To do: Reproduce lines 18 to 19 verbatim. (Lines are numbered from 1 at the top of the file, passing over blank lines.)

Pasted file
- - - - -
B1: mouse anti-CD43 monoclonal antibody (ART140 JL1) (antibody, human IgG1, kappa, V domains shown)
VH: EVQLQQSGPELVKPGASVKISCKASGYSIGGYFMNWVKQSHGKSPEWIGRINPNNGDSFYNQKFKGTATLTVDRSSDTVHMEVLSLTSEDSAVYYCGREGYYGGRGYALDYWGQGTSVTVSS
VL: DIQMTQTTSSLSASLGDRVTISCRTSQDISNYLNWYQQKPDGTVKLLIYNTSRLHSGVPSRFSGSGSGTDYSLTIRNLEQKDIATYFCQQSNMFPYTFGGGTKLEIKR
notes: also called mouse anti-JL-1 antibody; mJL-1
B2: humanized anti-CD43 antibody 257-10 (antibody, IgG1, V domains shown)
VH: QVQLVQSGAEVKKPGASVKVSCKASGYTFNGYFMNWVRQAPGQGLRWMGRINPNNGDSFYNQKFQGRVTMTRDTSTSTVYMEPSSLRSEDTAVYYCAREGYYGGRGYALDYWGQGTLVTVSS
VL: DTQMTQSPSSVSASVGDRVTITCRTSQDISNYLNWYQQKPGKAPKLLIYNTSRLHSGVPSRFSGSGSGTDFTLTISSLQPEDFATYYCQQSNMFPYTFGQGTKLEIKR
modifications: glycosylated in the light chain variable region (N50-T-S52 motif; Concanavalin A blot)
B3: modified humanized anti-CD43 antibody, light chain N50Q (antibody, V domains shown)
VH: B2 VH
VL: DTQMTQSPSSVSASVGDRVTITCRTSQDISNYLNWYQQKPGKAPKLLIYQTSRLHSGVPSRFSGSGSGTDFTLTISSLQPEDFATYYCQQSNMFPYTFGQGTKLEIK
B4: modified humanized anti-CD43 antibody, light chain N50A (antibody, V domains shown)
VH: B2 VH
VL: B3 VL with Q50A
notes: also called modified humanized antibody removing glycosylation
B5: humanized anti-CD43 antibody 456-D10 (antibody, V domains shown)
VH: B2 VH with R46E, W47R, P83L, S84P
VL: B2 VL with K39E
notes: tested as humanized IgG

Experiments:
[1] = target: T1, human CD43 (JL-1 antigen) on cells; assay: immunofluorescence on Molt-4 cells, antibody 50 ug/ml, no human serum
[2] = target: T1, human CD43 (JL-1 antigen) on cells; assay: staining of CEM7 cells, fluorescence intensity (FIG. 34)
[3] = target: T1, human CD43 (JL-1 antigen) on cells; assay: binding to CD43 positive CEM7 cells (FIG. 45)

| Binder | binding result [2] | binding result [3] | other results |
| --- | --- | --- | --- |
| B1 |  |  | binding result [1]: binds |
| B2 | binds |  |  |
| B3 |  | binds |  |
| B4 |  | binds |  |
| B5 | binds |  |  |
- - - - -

VL: B2 VL with K39E
notes: tested as humanized IgG